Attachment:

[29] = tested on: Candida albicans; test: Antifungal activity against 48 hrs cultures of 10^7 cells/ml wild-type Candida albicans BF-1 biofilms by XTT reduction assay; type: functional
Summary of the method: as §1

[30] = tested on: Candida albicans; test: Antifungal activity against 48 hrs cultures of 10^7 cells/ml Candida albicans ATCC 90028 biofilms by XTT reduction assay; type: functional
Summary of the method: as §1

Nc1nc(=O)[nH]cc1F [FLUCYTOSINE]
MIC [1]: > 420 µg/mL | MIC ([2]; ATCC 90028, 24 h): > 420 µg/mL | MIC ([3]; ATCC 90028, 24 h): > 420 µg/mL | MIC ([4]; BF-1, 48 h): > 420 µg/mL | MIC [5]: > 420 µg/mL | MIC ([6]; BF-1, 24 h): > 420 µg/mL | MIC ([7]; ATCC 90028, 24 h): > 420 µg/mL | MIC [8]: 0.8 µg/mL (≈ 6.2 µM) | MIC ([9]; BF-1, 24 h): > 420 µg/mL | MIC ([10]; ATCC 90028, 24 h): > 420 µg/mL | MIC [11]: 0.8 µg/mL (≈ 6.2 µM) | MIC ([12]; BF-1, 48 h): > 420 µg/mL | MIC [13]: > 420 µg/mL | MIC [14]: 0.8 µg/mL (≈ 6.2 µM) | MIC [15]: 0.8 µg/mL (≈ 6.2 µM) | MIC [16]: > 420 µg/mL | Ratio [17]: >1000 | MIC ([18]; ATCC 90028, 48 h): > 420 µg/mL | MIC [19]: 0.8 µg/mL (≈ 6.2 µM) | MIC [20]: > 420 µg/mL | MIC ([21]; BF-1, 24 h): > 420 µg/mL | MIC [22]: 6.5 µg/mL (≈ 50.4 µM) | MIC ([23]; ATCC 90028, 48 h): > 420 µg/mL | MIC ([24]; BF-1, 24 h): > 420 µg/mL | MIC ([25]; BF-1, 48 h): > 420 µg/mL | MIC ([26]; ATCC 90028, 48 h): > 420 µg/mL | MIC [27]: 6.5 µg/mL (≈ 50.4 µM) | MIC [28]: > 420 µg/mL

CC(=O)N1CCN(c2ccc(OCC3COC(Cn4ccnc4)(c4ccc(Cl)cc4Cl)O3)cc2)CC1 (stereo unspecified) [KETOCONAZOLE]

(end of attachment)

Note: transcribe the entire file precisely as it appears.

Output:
[29] = tested on: Candida albicans; test: Antifungal activity against 48 hrs cultures of 10^7 cells/ml wild-type Candida albicans BF-1 biofilms by XTT reduction assay; type: functional
Summary of the method: as §1

[30] = tested on: Candida albicans; test: Antifungal activity against 48 hrs cultures of 10^7 cells/ml Candida albicans ATCC 90028 biofilms by XTT reduction assay; type: functional
Summary of the method: as §1

Nc1nc(=O)[nH]cc1F [FLUCYTOSINE]
MIC [1]: > 420 µg/mL | MIC ([2]; ATCC 90028, 24 h): > 420 µg/mL | MIC ([3]; ATCC 90028, 24 h): > 420 µg/mL | MIC ([4]; BF-1, 48 h): > 420 µg/mL | MIC [5]: > 420 µg/mL | MIC ([6]; BF-1, 24 h): > 420 µg/mL | MIC ([7]; ATCC 90028, 24 h): > 420 µg/mL | MIC [8]: 0.8 µg/mL (≈ 6.2 µM) | MIC ([9]; BF-1, 24 h): > 420 µg/mL | MIC ([10]; ATCC 90028, 24 h): > 420 µg/mL | MIC [11]: 0.8 µg/mL (≈ 6.2 µM) | MIC ([12]; BF-1, 48 h): > 420 µg/mL | MIC [13]: > 420 µg/mL | MIC [14]: 0.8 µg/mL (≈ 6.2 µM) | MIC [15]: 0.8 µg/mL (≈ 6.2 µM) | MIC [16]: > 420 µg/mL | Ratio [17]: >1000 | MIC ([18]; ATCC 90028, 48 h): > 420 µg/mL | MIC [19]: 0.8 µg/mL (≈ 6.2 µM) | MIC [20]: > 420 µg/mL | MIC ([21]; BF-1, 24 h): > 420 µg/mL | MIC [22]: 6.5 µg/mL (≈ 50.4 µM) | MIC ([23]; ATCC 90028, 48 h): > 420 µg/mL | MIC ([24]; BF-1, 24 h): > 420 µg/mL | MIC ([25]; BF-1, 48 h): > 420 µg/mL | MIC ([26]; ATCC 90028, 48 h): > 420 µg/mL | MIC [27]: 6.5 µg/mL (≈ 50.4 µM) | MIC [28]: > 420 µg/mL

CC(=O)N1CCN(c2ccc(OCC3COC(Cn4ccnc4)(c4ccc(Cl)cc4Cl)O3)cc2)CC1 (stereo unspecified) [KETOCONAZOLE]